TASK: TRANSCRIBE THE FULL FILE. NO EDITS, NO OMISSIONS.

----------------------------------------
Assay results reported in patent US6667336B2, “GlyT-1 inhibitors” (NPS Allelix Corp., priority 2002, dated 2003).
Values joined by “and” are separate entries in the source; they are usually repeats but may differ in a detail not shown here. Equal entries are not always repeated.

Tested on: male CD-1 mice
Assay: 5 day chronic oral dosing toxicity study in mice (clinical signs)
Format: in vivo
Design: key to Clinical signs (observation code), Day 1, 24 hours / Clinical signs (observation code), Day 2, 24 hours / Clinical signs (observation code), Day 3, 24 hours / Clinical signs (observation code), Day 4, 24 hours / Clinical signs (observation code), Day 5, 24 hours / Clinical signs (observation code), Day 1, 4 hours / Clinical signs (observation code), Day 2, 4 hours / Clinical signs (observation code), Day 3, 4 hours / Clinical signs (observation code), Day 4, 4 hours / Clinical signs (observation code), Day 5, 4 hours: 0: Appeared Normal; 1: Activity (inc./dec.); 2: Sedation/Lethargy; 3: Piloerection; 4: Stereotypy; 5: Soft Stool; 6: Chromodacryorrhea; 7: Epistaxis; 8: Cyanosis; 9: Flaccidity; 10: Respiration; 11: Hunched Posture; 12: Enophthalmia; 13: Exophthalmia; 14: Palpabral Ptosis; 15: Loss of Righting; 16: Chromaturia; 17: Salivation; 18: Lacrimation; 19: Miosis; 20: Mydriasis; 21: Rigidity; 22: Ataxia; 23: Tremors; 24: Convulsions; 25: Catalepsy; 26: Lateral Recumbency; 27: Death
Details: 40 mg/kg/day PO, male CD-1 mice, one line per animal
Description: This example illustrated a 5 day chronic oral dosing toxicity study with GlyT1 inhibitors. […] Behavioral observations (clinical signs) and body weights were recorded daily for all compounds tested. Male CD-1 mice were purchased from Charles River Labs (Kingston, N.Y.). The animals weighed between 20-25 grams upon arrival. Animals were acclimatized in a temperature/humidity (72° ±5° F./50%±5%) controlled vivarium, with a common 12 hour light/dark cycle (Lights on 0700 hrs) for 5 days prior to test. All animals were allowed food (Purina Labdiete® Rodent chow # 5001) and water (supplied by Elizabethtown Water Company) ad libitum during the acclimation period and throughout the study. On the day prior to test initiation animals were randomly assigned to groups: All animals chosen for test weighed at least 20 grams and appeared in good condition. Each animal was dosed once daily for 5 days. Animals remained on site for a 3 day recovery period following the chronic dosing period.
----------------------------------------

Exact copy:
Assay results reported in patent US6667336B2, “GlyT-1 inhibitors” (NPS Allelix Corp., priority 2002, dated 2003).
Values joined by “and” are separate entries in the source; they are usually repeats but may differ in a detail not shown here. Equal entries are not always repeated.

Tested on: male CD-1 mice
Assay: 5 day chronic oral dosing toxicity study in mice (clinical signs)
Format: in vivo
Design: key to Clinical signs (observation code), Day 1, 24 hours / Clinical signs (observation code), Day 2, 24 hours / Clinical signs (observation code), Day 3, 24 hours / Clinical signs (observation code), Day 4, 24 hours / Clinical signs (observation code), Day 5, 24 hours / Clinical signs (observation code), Day 1, 4 hours / Clinical signs (observation code), Day 2, 4 hours / Clinical signs (observation code), Day 3, 4 hours / Clinical signs (observation code), Day 4, 4 hours / Clinical signs (observation code), Day 5, 4 hours: 0: Appeared Normal; 1: Activity (inc./dec.); 2: Sedation/Lethargy; 3: Piloerection; 4: Stereotypy; 5: Soft Stool; 6: Chromodacryorrhea; 7: Epistaxis; 8: Cyanosis; 9: Flaccidity; 10: Respiration; 11: Hunched Posture; 12: Enophthalmia; 13: Exophthalmia; 14: Palpabral Ptosis; 15: Loss of Righting; 16: Chromaturia; 17: Salivation; 18: Lacrimation; 19: Miosis; 20: Mydriasis; 21: Rigidity; 22: Ataxia; 23: Tremors; 24: Convulsions; 25: Catalepsy; 26: Lateral Recumbency; 27: Death
Details: 40 mg/kg/day PO, male CD-1 mice, one line per animal
Description: This example illustrated a 5 day chronic oral dosing toxicity study with GlyT1 inhibitors. […] Behavioral observations (clinical signs) and body weights were recorded daily for all compounds tested. Male CD-1 mice were purchased from Charles River Labs (Kingston, N.Y.). The animals weighed between 20-25 grams upon arrival. Animals were acclimatized in a temperature/humidity (72° ±5° F./50%±5%) controlled vivarium, with a common 12 hour light/dark cycle (Lights on 0700 hrs) for 5 days prior to test. All animals were allowed food (Purina Labdiete® Rodent chow # 5001) and water (supplied by Elizabethtown Water Company) ad libitum during the acclimation period and throughout the study. On the day prior to test initiation animals were randomly assigned to groups: All animals chosen for test weighed at least 20 grams and appeared in good condition. Each animal was dosed once daily for 5 days. Animals remained on site for a 3 day recovery period following the chronic dosing period.